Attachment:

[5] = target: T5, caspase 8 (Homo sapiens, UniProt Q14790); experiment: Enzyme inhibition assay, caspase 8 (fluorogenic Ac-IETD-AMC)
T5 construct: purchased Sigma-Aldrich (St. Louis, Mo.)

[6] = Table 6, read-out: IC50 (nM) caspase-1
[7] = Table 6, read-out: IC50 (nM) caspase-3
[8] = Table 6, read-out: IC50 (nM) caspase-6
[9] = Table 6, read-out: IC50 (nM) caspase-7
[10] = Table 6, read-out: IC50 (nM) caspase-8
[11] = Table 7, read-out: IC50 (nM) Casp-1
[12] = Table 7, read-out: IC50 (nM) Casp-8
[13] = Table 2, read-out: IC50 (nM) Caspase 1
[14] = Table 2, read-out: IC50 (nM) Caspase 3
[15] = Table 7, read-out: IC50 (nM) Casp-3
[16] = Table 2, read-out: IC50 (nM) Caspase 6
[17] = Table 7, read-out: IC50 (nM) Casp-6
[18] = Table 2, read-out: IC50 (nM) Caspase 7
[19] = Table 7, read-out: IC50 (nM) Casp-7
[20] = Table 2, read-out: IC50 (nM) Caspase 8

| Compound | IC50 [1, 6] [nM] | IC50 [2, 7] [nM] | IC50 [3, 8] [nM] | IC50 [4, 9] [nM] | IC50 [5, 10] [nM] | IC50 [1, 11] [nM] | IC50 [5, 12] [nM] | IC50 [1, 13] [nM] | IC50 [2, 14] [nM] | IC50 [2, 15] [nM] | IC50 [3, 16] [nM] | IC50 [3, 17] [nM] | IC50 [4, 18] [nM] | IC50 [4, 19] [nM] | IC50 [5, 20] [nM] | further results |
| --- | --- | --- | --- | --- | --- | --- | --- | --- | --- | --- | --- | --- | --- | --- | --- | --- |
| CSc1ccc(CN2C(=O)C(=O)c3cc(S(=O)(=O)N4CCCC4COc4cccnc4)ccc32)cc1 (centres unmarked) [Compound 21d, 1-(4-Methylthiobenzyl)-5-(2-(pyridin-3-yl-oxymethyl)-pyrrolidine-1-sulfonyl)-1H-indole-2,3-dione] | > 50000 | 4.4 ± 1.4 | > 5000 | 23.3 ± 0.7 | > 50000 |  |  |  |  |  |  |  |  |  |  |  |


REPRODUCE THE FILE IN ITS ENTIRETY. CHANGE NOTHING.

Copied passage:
[5] = target: T5, caspase 8 (Homo sapiens, UniProt Q14790); experiment: Enzyme inhibition assay, caspase 8 (fluorogenic Ac-IETD-AMC)
T5 construct: purchased Sigma-Aldrich (St. Louis, Mo.)

[6] = Table 6, read-out: IC50 (nM) caspase-1
[7] = Table 6, read-out: IC50 (nM) caspase-3
[8] = Table 6, read-out: IC50 (nM) caspase-6
[9] = Table 6, read-out: IC50 (nM) caspase-7
[10] = Table 6, read-out: IC50 (nM) caspase-8
[11] = Table 7, read-out: IC50 (nM) Casp-1
[12] = Table 7, read-out: IC50 (nM) Casp-8
[13] = Table 2, read-out: IC50 (nM) Caspase 1
[14] = Table 2, read-out: IC50 (nM) Caspase 3
[15] = Table 7, read-out: IC50 (nM) Casp-3
[16] = Table 2, read-out: IC50 (nM) Caspase 6
[17] = Table 7, read-out: IC50 (nM) Casp-6
[18] = Table 2, read-out: IC50 (nM) Caspase 7
[19] = Table 7, read-out: IC50 (nM) Casp-7
[20] = Table 2, read-out: IC50 (nM) Caspase 8

| Compound | IC50 [1, 6] [nM] | IC50 [2, 7] [nM] | IC50 [3, 8] [nM] | IC50 [4, 9] [nM] | IC50 [5, 10] [nM] | IC50 [1, 11] [nM] | IC50 [5, 12] [nM] | IC50 [1, 13] [nM] | IC50 [2, 14] [nM] | IC50 [2, 15] [nM] | IC50 [3, 16] [nM] | IC50 [3, 17] [nM] | IC50 [4, 18] [nM] | IC50 [4, 19] [nM] | IC50 [5, 20] [nM] | further results |
| --- | --- | --- | --- | --- | --- | --- | --- | --- | --- | --- | --- | --- | --- | --- | --- | --- |
| CSc1ccc(CN2C(=O)C(=O)c3cc(S(=O)(=O)N4CCCC4COc4cccnc4)ccc32)cc1 (centres unmarked) [Compound 21d, 1-(4-Methylthiobenzyl)-5-(2-(pyridin-3-yl-oxymethyl)-pyrrolidine-1-sulfonyl)-1H-indole-2,3-dione] | > 50000 | 4.4 ± 1.4 | > 5000 | 23.3 ± 0.7 | > 50000 |  |  |  |  |  |  |  |  |  |  |  |